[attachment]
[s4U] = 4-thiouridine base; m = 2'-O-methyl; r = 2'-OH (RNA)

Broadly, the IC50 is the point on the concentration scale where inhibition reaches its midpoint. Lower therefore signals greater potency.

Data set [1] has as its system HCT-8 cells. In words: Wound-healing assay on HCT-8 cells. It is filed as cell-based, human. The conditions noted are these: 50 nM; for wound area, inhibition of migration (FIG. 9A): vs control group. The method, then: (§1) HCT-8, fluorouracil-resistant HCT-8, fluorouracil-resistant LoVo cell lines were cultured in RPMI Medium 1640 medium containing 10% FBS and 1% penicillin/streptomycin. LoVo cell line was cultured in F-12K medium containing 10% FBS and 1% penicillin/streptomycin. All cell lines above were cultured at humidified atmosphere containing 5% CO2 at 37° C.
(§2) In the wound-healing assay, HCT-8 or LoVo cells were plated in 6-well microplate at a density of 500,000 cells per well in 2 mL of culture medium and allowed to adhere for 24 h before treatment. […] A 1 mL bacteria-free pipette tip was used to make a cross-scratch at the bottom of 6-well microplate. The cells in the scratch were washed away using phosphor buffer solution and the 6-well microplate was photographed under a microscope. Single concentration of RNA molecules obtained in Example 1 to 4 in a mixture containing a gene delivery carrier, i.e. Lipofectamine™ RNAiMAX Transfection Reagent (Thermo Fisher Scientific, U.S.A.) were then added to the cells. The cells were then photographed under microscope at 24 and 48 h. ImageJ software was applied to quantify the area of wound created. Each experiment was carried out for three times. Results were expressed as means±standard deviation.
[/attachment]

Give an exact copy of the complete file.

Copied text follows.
[s4U] = 4-thiouridine base; m = 2'-O-methyl; r = 2'-OH (RNA)

Broadly, the IC50 is the point on the concentration scale where inhibition reaches its midpoint. Lower therefore signals greater potency.

Data set [1] has as its system HCT-8 cells. In words: Wound-healing assay on HCT-8 cells. It is filed as cell-based, human. The conditions noted are these: 50 nM; for wound area, inhibition of migration (FIG. 9A): vs control group. The method, then: (§1) HCT-8, fluorouracil-resistant HCT-8, fluorouracil-resistant LoVo cell lines were cultured in RPMI Medium 1640 medium containing 10% FBS and 1% penicillin/streptomycin. LoVo cell line was cultured in F-12K medium containing 10% FBS and 1% penicillin/streptomycin. All cell lines above were cultured at humidified atmosphere containing 5% CO2 at 37° C.
(§2) In the wound-healing assay, HCT-8 or LoVo cells were plated in 6-well microplate at a density of 500,000 cells per well in 2 mL of culture medium and allowed to adhere for 24 h before treatment. […] A 1 mL bacteria-free pipette tip was used to make a cross-scratch at the bottom of 6-well microplate. The cells in the scratch were washed away using phosphor buffer solution and the 6-well microplate was photographed under a microscope. Single concentration of RNA molecules obtained in Example 1 to 4 in a mixture containing a gene delivery carrier, i.e. Lipofectamine™ RNAiMAX Transfection Reagent (Thermo Fisher Scientific, U.S.A.) were then added to the cells. The cells were then photographed under microscope at 24 and 48 h. ImageJ software was applied to quantify the area of wound created. Each experiment was carried out for three times. Results were expressed as means±standard deviation.